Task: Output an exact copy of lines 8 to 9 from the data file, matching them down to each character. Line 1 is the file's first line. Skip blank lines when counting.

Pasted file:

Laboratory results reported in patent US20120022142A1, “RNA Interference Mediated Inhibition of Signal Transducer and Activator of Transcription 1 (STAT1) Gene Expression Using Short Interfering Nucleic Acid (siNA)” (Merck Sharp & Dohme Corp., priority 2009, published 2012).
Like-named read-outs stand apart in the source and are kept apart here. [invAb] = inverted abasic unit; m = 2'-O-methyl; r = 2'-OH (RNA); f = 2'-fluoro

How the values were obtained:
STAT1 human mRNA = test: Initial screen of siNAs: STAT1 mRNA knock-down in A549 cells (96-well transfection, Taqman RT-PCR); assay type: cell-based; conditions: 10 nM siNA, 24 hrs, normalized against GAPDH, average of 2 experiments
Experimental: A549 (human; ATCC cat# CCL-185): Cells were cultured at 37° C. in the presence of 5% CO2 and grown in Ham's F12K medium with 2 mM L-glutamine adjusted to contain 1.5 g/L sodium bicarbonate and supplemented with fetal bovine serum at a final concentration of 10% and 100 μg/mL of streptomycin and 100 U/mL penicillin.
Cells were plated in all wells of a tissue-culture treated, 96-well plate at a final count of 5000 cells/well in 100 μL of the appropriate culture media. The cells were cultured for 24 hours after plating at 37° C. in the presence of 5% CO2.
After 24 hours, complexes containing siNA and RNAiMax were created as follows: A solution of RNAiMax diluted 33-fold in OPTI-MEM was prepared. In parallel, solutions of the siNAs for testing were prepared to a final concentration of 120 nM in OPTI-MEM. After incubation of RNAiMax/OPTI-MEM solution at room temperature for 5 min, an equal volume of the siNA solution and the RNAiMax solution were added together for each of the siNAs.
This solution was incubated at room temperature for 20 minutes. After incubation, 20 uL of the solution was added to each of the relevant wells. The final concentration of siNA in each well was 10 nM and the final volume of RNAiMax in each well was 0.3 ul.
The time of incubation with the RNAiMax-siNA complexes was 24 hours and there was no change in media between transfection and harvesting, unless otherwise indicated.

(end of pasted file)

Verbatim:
This solution was incubated at room temperature for 20 minutes. After incubation, 20 uL of the solution was added to each of the relevant wells. The final concentration of siNA in each well was 10 nM and the final volume of RNAiMax in each well was 0.3 ul.
The time of incubation with the RNAiMax-siNA complexes was 24 hours and there was no change in media between transfection and harvesting, unless otherwise indicated.